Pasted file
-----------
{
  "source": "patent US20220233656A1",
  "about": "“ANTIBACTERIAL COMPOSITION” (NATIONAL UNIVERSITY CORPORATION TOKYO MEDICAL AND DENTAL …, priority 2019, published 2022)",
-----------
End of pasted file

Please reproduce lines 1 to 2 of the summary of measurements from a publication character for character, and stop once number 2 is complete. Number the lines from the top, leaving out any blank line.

{
  "source": "patent US20220233656A1",